Everybody’s talking about vintage design. That good old-fashioned charm is the foundation and inspiration of so many examples of beautiful designs that are trending now. The old styles have been revived, have been combined with the creativity of modern designers, and have borne gorgeous fonts, typography, ornamented design, product packaging and so much more.
Today, we have the benefit of technology to help us designers quickly and easily realize our creative ideas. It makes me truly appreciate the painstaking labors of artists, calligraphers, and illuminators all throughout history who did not have the benefit of Photoshop, Illustrator, and InDesign to streamline their creative processes. I’m going to take you back through history a bit to share some examples of decorative design and lettering that is not just really old, but truly amazing. Be inspired.
The Middle Ages: Before the Printing Press
How can we draw inspiration from these ancient works of art? (No, it’s not just another boring art history lesson or museum exhibit). Illuminated manuscripts from the medieval times can be a treasure trove of typographical and ornamental inspiration. Examine the use of patterns, flourishes, and ornaments that decorate the hand lettering. Each letter tells its own story. Each design is different from any other.
What I love about these ancient illuminated letters is the unique personality that each one was given. Every page, every letter, and every book was hand-lettered, and therefore each piece was unique.
These incredible initials may be a little hard to read, but the foliage, dot patterns, and other ornamental elements make them amazingly beautiful. These detailed masterpieces must have taken hours.
The letter “D” on the right shows an example of an intricate geometric pattern that makes this initial truly pleasing to the eye.
Here are a few examples of typefaces on Creative Market that revive Medieval hand lettering:
The Renaissance and Baroque Periods
In the fifteenth and sixteenth centuries, we start seeing some more familiar letter shapes. The printing press is beginning to make the written thought much more affordable, but exquisite penmanship is now at its height, and decorative hand lettering is still very popular.
One of the characteristics of this alphabet (above) that I like best is the modulation of the pen used to create very subtle dimension.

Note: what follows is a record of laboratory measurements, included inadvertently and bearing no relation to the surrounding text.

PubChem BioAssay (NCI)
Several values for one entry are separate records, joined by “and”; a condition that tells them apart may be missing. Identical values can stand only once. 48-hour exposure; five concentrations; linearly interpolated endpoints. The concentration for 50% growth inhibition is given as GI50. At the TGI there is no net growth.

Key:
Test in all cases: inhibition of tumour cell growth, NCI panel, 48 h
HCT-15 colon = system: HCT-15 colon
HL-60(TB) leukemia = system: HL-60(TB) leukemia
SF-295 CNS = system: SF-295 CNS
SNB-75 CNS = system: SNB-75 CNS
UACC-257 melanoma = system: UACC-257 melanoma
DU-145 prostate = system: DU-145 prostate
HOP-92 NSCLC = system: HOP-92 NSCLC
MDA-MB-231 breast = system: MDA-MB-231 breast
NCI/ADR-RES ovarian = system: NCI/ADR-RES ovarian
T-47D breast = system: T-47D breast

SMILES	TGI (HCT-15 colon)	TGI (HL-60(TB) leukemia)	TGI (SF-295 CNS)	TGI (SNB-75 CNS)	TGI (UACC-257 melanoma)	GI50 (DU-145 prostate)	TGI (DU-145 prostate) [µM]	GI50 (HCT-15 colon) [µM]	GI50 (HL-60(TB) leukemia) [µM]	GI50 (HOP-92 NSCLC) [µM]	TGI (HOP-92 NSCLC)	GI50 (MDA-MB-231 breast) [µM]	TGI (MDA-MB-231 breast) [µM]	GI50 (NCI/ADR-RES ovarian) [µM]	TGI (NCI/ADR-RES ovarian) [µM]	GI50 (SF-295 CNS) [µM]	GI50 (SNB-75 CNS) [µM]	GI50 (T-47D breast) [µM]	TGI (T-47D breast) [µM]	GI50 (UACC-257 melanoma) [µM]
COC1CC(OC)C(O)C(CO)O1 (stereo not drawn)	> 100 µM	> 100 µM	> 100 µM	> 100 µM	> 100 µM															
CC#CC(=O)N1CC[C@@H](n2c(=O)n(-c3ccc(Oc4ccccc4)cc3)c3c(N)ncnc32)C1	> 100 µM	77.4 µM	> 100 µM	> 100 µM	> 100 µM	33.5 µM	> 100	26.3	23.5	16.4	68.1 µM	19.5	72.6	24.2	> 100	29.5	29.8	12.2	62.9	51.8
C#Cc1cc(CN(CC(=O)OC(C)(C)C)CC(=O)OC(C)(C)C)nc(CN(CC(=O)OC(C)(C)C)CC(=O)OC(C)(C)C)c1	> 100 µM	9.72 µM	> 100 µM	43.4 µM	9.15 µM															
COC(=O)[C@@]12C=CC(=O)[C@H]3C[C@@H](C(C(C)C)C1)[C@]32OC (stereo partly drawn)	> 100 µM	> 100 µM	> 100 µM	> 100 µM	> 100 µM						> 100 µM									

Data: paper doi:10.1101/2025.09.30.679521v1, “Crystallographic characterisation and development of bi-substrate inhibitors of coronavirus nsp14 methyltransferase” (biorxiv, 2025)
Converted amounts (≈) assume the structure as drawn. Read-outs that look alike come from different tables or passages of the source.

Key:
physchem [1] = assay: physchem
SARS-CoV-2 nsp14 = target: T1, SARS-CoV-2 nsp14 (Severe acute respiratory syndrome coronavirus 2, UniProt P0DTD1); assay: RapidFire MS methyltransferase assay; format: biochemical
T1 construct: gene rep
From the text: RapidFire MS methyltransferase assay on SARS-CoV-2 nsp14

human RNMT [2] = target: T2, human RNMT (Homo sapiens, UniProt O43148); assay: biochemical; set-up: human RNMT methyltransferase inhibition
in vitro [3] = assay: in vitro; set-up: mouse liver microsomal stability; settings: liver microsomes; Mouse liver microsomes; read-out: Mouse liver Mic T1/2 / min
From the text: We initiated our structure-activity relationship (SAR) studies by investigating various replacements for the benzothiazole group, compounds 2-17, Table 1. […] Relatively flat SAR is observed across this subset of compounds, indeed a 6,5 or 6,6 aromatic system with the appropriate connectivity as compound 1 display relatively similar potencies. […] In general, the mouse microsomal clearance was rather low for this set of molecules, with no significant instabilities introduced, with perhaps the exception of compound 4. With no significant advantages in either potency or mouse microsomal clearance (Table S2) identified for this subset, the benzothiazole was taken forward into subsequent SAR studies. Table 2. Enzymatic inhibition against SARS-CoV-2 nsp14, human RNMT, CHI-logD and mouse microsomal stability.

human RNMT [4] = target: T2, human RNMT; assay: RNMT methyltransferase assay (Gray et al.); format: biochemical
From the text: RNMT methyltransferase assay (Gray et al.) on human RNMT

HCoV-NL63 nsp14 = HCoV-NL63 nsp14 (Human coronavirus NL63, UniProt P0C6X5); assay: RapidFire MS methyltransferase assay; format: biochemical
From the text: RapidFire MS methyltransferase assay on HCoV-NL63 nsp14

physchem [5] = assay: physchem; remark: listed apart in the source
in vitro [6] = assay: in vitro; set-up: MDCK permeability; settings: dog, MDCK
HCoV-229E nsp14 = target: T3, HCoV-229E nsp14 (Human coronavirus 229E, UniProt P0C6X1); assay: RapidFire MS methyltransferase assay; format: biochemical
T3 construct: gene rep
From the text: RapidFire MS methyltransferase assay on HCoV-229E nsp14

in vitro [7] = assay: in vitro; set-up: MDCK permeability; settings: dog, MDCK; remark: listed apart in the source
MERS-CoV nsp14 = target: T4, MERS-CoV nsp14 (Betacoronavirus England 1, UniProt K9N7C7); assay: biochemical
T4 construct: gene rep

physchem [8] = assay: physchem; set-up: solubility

Skilled calligraphers were often quite pleased with their own work and would sometimes show off with lots of flourishes. Flourishes like these are still popular today as swashes or ornaments in many modern display or script fonts.
Here are a couple examples of fonts on Creative Market that revive the Renaissance and Baroque periods:
Victorian Display Type: The Vintage Inspiration of Today
Finally we come to the period of history in which were born the forefathers of today’s trendy vintage typography. Notice that many of the type and lettering designs from the Victorian era get their inspiration from letter forms and illuminated manuscripts from the Medieval and Renaissance times. Like modern designers do today, Victorian typographers took inspiration from earlier time periods and added their own “modern” touches.
One aspect of these decorated letters that I like best is the use of lines brought closer together to create shadows. This woodcut effect is what makes much of our modern vintage design and typography so charming.
The above example is quite, er... delicious. I especially like the subtle shadow on the word “Norwegian.” It is one example of how the use of a thin line can be very effective in creating dimension.
Do you notice how often designers in the Victorian era borrowed typefaces from the Medieval period? I don't think vintage lettering will ever really go out of style. It will just keep evolving in unique ways as design trends change.
Here are a few beautiful decorative vintage fonts from our excellent font crafters on Creative Market:
Image Sources (and More Sources for Inspiration:)
- Ames’ Alphabets / Daniel T. Ames / 1882
- The Book of Ornamental Alphabets / F. Delamotte / 1914
- Illuminated Manuscripts in Classical and Medieval Times / John Henry Middleton / 1892
- Illuminated Ornaments / Henry Shaw, Frederic Madden / 1833
- Mediaeval Alphabets and Initials for Illuminators / F. Delamotte / 1867
- Penmanship of the 16th, 17th and 18th Centuries / Lewis F. Day / 1911
- The Art of Illuminating / William Tymms / 1860
- Once New Vintage
- And of course, the celebrated Pinterest
What inspires you about vintage lettering? Feel free to share your thoughts in the comments, and feel free to share any other inspiring examples of vintage lettering that you've found!